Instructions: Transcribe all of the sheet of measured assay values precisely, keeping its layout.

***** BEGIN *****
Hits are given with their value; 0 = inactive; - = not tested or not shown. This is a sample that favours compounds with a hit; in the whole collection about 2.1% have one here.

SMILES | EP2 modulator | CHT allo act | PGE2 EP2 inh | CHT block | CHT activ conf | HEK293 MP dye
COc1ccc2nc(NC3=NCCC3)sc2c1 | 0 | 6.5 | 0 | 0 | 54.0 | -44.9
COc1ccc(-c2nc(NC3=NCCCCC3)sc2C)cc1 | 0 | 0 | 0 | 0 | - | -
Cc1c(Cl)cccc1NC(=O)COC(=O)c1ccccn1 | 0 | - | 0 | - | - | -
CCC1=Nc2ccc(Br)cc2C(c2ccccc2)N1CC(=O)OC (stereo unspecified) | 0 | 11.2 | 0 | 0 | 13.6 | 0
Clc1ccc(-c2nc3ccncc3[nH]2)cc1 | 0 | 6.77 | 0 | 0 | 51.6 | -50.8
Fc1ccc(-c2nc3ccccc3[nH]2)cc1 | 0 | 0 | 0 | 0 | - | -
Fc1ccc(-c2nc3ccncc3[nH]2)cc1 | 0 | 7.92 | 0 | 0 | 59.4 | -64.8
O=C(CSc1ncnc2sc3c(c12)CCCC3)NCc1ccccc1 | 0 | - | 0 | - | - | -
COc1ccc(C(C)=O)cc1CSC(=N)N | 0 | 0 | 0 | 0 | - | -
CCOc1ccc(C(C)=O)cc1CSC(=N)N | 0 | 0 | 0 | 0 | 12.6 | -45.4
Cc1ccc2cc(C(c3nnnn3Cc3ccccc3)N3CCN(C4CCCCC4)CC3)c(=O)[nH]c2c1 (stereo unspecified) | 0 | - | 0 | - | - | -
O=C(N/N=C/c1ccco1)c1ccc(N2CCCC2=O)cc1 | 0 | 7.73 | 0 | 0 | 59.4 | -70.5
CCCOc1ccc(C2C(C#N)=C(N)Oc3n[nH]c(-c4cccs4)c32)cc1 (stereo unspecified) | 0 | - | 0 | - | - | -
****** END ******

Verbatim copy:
Hits are given with their value; 0 = inactive; - = not tested or not shown. This is a sample that favours compounds with a hit; in the whole collection about 2.1% have one here.

SMILES | EP2 modulator | CHT allo act | PGE2 EP2 inh | CHT block | CHT activ conf | HEK293 MP dye
COc1ccc2nc(NC3=NCCC3)sc2c1 | 0 | 6.5 | 0 | 0 | 54.0 | -44.9
COc1ccc(-c2nc(NC3=NCCCCC3)sc2C)cc1 | 0 | 0 | 0 | 0 | - | -
Cc1c(Cl)cccc1NC(=O)COC(=O)c1ccccn1 | 0 | - | 0 | - | - | -
CCC1=Nc2ccc(Br)cc2C(c2ccccc2)N1CC(=O)OC (stereo unspecified) | 0 | 11.2 | 0 | 0 | 13.6 | 0
Clc1ccc(-c2nc3ccncc3[nH]2)cc1 | 0 | 6.77 | 0 | 0 | 51.6 | -50.8
Fc1ccc(-c2nc3ccccc3[nH]2)cc1 | 0 | 0 | 0 | 0 | - | -
Fc1ccc(-c2nc3ccncc3[nH]2)cc1 | 0 | 7.92 | 0 | 0 | 59.4 | -64.8
O=C(CSc1ncnc2sc3c(c12)CCCC3)NCc1ccccc1 | 0 | - | 0 | - | - | -
COc1ccc(C(C)=O)cc1CSC(=N)N | 0 | 0 | 0 | 0 | - | -
CCOc1ccc(C(C)=O)cc1CSC(=N)N | 0 | 0 | 0 | 0 | 12.6 | -45.4
Cc1ccc2cc(C(c3nnnn3Cc3ccccc3)N3CCN(C4CCCCC4)CC3)c(=O)[nH]c2c1 (stereo unspecified) | 0 | - | 0 | - | - | -
O=C(N/N=C/c1ccco1)c1ccc(N2CCCC2=O)cc1 | 0 | 7.73 | 0 | 0 | 59.4 | -70.5
CCCOc1ccc(C2C(C#N)=C(N)Oc3n[nH]c(-c4cccs4)c32)cc1 (stereo unspecified) | 0 | - | 0 | - | - | -